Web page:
EDEMA Physiology SlideshowEDEMA Physiology Slideshow

Learning Objectives

•By the end of lecture, students should be able to:
–Define edema
–Explain and categorize the types of edema
–Summarize the causes of edema
–Explain the physiological basis of development of edema

Fluid Distribution

•60% of lean body weight is water
•2/3 is intracellular
•1/3 is extracellular (mostly interstitial)
•5% of total body water is in blood plasma


•Edema is caused by mechanisms that interfere with fluid balance in plasma, interstitial fluid and lymph flow
•Presence of excess fluid in body tissues
•Abnormal and excesses amount of fluid in the interstitial tissue spaces is called edema
•Occur in
–Extracellular fluid Compartment
–Intracellular fluid Compartment

Intracellular Edema

–Depression of metabolic system of tissues
–Lack of adequate nutrition to cells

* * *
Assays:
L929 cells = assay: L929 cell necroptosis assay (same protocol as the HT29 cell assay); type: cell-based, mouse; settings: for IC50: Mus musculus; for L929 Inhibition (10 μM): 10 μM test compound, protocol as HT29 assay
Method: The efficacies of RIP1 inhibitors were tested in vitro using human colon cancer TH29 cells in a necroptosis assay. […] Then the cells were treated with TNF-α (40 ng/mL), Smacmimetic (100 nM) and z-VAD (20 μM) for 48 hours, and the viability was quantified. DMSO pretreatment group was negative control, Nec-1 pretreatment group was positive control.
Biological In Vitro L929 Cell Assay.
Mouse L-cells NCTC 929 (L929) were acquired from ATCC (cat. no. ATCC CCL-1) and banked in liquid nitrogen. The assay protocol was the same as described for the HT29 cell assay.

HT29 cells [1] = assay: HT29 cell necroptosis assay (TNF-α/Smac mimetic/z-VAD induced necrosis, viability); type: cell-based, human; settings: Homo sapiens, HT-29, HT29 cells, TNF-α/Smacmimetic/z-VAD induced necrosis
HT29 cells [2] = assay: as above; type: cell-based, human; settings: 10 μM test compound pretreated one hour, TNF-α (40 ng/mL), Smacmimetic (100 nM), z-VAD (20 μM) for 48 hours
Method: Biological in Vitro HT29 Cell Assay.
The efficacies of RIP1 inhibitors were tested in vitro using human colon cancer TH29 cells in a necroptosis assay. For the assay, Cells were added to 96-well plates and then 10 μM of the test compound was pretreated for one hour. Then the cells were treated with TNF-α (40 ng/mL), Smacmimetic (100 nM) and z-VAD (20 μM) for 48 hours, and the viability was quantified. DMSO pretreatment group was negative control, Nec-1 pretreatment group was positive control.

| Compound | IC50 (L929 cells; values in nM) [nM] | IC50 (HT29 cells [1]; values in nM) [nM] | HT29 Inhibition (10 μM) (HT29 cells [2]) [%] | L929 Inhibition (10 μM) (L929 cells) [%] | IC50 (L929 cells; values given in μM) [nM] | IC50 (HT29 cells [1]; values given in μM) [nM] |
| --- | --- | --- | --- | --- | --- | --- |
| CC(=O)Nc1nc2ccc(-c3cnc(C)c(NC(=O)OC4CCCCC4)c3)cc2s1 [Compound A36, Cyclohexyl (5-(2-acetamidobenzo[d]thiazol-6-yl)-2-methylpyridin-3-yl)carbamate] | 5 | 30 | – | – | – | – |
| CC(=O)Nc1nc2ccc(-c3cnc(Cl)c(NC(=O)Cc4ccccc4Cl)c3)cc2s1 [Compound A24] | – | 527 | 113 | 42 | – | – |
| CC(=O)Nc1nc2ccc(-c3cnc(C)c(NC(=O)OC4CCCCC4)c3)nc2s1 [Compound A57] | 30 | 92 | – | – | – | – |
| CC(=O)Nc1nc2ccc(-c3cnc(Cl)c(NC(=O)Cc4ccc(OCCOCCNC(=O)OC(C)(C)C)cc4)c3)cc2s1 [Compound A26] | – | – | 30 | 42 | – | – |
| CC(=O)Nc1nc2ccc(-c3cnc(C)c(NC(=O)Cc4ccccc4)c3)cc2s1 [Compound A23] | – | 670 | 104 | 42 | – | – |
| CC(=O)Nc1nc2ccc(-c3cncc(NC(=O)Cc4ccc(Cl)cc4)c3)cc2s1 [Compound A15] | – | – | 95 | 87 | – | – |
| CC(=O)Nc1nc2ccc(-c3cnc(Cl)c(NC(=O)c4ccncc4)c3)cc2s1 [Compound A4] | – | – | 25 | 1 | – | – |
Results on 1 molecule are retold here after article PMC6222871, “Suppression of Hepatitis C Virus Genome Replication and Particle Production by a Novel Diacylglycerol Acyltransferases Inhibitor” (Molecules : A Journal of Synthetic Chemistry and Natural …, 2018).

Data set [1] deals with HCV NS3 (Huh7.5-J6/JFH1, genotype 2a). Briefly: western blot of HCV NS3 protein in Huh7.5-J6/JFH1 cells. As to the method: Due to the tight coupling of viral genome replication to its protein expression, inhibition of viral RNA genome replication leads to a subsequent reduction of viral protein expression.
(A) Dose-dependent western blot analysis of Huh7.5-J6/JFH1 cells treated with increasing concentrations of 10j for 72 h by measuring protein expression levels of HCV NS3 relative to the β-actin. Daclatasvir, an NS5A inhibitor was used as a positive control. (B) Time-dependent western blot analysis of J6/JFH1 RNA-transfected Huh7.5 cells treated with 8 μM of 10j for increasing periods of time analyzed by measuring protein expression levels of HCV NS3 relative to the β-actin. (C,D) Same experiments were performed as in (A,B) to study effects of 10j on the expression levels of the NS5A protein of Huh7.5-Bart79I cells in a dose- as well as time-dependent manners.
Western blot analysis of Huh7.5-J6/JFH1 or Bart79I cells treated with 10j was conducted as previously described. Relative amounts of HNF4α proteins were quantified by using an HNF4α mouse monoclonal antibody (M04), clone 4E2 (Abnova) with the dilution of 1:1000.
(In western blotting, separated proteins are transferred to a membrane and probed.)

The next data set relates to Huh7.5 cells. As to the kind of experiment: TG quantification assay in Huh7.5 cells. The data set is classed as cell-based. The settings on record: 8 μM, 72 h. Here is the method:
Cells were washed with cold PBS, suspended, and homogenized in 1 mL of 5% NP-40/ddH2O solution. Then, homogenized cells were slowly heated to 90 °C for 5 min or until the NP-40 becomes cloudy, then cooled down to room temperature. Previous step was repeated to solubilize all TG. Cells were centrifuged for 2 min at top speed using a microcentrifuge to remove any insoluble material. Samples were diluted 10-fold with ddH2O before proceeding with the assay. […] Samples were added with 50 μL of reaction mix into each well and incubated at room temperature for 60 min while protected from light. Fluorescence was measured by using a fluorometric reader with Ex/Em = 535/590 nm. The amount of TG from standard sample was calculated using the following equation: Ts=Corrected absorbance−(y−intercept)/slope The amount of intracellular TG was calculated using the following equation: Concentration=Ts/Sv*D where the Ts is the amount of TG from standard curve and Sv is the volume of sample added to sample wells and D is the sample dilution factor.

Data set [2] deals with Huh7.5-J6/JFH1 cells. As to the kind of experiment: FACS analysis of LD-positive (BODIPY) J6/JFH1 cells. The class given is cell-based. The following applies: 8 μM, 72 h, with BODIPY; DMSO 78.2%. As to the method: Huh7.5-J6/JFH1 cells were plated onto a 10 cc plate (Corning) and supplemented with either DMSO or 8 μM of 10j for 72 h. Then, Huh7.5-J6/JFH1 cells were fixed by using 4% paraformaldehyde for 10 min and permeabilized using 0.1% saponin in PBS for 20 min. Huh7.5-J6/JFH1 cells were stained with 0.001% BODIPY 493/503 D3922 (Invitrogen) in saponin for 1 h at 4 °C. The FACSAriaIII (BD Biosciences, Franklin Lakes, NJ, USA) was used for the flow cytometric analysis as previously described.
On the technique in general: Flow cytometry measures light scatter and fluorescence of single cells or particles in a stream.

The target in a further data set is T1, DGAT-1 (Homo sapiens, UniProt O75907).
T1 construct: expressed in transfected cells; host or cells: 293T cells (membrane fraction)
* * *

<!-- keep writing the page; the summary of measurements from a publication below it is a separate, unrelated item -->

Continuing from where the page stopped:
•May extend to entire tissue like edema of leg
•May leads to death of tissue

•Decreased blood flow, inadequate supply of nutrients and oxygen
•Unable to maintain tissue metabolism
•Depressed ionic pump
•Sodium that leaks into the cell is pumped back by Na/K pump
•Na/K pump depressed Na does not move out of cell and also osmotic drag leads to edema of cell


•Intracellular edema can also occur in inflamed tissue
•Because of increased vascular permeability
•Ions like Na and other ions move into the cell
•Causes osmotic drag

Extracellular Edema

•Fluid accumulate in extracellular spaces
–Leakage of fluid from ECF to tissue spaces
–Failure of lymphatics to return fluid back to circulation–lymphedema

Filtration=Kfx (Pc-Pif-πc+πif)
•Change in capillary filtration rate leads to edema
•Increased filtration coefficient
•Increased hydrostatic pressure
•Decreased plasma colloid osmotic pressure


•Blockage or absence of lmphatics
•Plasma protein accumulates in interstitium
•Not removed increases colloid osmotic pressure
•Drags water from capillaries to interstitium

Blockage of lymph return

•Infections (e.g., filaria nematodes)
•Congenital absence or abnormality of lymphatic vessels

Increased Capillary Pressure